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Last year, a federal court convicted sixteen members of an Ohio Amish group of hate crimes. They cut the hair and shaved the beards of members of their sect who they believed weren't "Amish enough."
Though no one disputes that the defendants did, in fact, commit these assaults, on appeal to the Sixth Circuit, the question was whether the prosecution proved that the defendants committed the assaults because of the victims' religion under a federal hate crimes statute. Reversing the hate crime convictions in United States v. Miller, the Sixth Circuit said, "nope."
'But For' Is the Causation Standard for Motive
The federal hate crime legislation requires that a causal connection between the criminal conduct and the victim's protected status; the crime must be committed "because of" the victim's status. The "because of" language presented a problem: what's the threshold for "because of"? In torts, causality can have several thresholds: but-for, substantial factor, contributing factor, and so on.
The trial court instructed the jury that "because of" meant "significant motivating factor." The Sixth Circuit reversed on this basis. Along with the Supreme Court, the Sixth Circuit has interpreted criminal statutes where causation is an element of the crime to require a showing of "but-for causality," meaning that, if the victim had not been a member of the protected group, he or she would not have been the victim of the criminal act. This means that if the defense can raise any reasonable alternate motive for committing the crime, then the prosecution hasn't proven the motive element beyond a reasonable doubt.
Defense Had a Reasonable Alternative
And apparently they did. The defendants theorized that bad parenting was the motive for the assaults. The victims in this case were parents of the defendants; the defendants "resented their parents because they 'belittle[ed] [them and] . . . [a]lways put them down, never [making them feel] good enough.'" Evidence supported the contention that, years before the assaults occurred, "these feelings of resentment and disrespect grew." While beards are important to the Amish religion, the majority pointed out that "assaults involving religious symbolism do not invariably stem from religious motives."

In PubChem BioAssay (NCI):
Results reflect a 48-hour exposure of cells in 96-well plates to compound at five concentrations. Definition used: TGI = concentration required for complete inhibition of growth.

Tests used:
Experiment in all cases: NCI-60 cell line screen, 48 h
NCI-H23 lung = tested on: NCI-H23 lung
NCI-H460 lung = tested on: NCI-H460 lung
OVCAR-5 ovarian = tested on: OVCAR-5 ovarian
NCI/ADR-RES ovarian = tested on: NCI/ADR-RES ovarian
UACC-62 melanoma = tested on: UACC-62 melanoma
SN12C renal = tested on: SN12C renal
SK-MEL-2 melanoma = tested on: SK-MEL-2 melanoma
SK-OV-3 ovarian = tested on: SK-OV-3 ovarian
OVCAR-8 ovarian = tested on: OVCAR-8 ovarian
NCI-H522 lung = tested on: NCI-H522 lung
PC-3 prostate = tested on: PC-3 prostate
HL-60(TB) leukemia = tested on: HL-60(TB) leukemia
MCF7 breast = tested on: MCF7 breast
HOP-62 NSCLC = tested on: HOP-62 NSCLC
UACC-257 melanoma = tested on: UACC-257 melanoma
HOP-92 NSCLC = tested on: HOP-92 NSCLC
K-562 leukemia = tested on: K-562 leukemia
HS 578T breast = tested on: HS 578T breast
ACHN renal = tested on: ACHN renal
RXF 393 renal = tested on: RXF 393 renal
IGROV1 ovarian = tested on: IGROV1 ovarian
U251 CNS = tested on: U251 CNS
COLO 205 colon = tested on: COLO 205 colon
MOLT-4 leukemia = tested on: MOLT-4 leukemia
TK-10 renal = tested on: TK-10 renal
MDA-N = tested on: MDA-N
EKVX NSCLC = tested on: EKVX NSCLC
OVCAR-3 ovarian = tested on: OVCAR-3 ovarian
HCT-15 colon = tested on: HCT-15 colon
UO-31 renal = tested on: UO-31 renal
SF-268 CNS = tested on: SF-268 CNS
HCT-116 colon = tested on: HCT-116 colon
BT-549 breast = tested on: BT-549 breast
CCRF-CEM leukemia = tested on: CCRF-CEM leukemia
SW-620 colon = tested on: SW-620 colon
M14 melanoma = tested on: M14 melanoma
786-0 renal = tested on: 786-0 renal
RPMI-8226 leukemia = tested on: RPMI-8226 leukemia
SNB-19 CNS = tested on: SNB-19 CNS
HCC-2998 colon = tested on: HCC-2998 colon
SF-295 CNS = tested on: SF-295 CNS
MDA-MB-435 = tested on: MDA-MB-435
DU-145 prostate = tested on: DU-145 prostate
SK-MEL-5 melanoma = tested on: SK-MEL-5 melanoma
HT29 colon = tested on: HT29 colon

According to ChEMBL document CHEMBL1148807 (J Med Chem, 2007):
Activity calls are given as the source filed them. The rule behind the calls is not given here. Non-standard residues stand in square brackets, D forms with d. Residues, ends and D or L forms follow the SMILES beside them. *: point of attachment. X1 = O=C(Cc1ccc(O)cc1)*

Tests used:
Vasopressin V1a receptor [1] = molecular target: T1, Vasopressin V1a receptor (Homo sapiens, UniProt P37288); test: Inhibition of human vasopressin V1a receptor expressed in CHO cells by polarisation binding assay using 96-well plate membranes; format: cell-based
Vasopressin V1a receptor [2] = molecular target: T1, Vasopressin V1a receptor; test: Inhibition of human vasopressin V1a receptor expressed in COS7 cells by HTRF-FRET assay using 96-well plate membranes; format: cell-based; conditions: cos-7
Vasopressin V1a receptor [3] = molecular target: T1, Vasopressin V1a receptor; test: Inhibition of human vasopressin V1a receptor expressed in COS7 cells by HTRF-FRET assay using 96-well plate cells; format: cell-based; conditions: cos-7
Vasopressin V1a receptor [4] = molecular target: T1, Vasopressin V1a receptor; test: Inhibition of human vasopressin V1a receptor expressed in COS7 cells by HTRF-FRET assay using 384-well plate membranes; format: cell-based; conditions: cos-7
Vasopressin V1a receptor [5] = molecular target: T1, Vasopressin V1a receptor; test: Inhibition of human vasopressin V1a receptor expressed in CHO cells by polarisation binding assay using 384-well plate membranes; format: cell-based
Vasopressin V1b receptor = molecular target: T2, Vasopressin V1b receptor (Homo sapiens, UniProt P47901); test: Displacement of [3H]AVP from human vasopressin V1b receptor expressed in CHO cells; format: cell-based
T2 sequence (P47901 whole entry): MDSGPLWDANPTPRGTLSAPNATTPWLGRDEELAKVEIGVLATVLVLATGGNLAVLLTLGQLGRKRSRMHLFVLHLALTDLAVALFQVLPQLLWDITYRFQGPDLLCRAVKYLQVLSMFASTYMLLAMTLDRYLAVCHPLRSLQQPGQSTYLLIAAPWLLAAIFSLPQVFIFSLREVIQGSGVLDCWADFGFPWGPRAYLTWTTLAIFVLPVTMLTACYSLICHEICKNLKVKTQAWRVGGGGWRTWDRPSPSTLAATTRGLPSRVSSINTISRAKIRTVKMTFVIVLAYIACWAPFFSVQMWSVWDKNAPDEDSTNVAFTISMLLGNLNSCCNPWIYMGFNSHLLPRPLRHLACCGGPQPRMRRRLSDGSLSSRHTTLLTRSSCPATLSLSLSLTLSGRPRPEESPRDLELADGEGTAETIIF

Dissent: It's Only Got to Be a Motivating Factor
Judge Edmund Sargus, dissenting, believed that the majority correctly established that "but for" should be the threshold of causation, but disagreed that the religion had to be the motivating factor. Calling this an "an unduly restrictive interpretation of the statute," Judge Sargus believed the statute required only that religion had to be a motivating factor, which it was. Even if the motive for the assault wasn't religious, the assault was accomplished in a decidedly religious way: "The uncontested and overwhelming evidence adduced at trial demonstrates that Defendants chose to inflict the beard and hair-cutting injuries upon the victims precisely because of the victims' religion."
Following Miller, prosecuting cases under federal hate crime legislation will get harder: membership in a protected class must be the single factor leading to the crime; if there are any other factors, then it's not a hate crime.
What do you think about requiring such a high bar for causation in hate crimes cases? Tweet us @FindLawLP.